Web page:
Dr. Robert Wechsler-Reya is the Director of the Tumor Initiation and Maintenance Program at Sanford Burnham Prebys Medical Discovery Institute and the Director of the Clayes Research Center for Neuro-Oncology and Genomics at the Rady Children’s Institute for Genomic Medicine.
Dr. Wechsler-Reya’s research focuses on the signals that control growth and differentiation in the cerebellum and how these signals are dysregulated in the pediatric brain tumor medulloblastoma.
Chris Jones, PhD
Institute for Cancer Research in the UK
Professor Chris Jones heads the Glioma Team at the Institute of Cancer Research in London. The team focuses on pediatric high grade and diffuse intrinsic pontine glioma and are part of a major effort to build up the most detailed picture to date of the genome of these aggressive cancers.
Professor Jones’ work has already revealed some significant genetic differences between the adult and child form of the disease, and has highlighted potential new drug targets.
Verena Staedtke, M.D., PhD
Johns Hopkins Medicine
Dr. Verena Staedtke is a neurologist specializing in neurofibromatosis and disorders of the peripheral nerves. She received her medical degree from Charité-Universitätsmedizin in Berlin.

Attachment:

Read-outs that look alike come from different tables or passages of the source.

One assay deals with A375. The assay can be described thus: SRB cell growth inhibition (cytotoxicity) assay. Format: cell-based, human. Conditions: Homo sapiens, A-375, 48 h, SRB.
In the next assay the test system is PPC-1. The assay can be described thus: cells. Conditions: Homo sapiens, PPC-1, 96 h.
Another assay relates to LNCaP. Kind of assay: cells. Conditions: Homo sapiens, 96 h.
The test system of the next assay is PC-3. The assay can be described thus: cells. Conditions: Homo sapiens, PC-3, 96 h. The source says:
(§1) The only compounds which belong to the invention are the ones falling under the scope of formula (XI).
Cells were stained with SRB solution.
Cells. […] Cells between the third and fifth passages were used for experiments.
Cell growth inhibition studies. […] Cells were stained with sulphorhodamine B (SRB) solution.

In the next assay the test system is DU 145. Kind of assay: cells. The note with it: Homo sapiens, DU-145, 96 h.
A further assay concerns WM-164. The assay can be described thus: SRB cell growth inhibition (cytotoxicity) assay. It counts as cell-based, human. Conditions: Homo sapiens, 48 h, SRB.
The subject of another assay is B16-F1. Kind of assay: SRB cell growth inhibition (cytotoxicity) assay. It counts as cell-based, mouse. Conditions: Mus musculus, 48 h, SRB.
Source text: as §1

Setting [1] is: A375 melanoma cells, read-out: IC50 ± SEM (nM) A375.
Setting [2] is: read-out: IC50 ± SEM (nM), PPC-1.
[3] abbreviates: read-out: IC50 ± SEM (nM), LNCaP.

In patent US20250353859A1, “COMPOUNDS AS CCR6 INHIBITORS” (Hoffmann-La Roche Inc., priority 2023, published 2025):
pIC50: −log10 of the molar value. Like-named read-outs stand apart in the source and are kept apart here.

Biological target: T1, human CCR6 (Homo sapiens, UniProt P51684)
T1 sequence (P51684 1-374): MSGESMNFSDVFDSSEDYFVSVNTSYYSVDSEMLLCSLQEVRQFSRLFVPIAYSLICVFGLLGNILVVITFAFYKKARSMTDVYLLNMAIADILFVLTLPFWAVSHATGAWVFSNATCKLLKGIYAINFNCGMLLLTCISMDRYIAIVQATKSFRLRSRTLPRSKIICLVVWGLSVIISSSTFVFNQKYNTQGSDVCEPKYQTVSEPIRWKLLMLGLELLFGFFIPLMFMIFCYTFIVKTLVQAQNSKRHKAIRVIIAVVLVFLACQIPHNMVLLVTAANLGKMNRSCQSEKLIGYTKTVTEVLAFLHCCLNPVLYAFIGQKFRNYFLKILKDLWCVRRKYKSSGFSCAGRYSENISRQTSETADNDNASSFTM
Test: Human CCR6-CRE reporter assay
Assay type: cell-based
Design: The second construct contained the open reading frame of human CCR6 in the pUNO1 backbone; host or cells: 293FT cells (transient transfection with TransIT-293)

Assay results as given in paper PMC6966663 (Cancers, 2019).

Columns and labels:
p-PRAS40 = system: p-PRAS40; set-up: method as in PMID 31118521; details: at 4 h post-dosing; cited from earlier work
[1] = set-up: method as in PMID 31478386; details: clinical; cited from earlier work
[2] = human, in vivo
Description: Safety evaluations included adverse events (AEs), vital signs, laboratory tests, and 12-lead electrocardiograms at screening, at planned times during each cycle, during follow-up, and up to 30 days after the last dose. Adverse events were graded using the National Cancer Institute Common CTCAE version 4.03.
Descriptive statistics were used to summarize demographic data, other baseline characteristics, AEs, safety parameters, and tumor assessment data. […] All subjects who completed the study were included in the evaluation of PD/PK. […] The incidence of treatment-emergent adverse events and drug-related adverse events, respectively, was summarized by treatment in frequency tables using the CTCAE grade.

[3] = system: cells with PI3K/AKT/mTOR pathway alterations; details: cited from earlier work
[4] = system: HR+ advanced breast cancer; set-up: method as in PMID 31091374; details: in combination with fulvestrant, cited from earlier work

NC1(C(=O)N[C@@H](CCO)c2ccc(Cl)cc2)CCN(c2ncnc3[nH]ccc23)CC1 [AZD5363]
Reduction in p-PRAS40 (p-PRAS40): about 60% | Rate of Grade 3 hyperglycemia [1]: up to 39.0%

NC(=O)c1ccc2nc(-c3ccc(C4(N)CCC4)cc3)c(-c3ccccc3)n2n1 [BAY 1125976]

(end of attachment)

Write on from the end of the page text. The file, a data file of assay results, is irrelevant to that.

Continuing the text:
Her lab is studying the mechanisms that contribute to immune-mediated toxicity and anti-tumor response following immunotherapy in an effort to overcome some of the existing challenges in brain cancer immunotherapy.
Bill Weiss, M.D., PhD
University of California, San Francisco
Dr. William Weiss is a pediatric neurologist in San Francisco, California and is affiliated with UCSF Health-UCSF Medical Center. He received his medical degree from Stanford University School of Medicine and has been in practice for more than 20 years.
Dr. Weiss’s research focuses on developing and characterizing mouse models that faithfully recapitulate the biology and genetics of human tumors of the nervous system, and using observations in the mouse to inform the biology, genetics, and therapy of human tumors.
In 2015, two families lost their sons Chad and Michael to DIPG. Together they’ve channeled that heartache into finding a cure for childhood brain cancer.
We value collaboration. We partner with others who share our passion because we believe working together and sharing knowledge is the fastest path to a cure.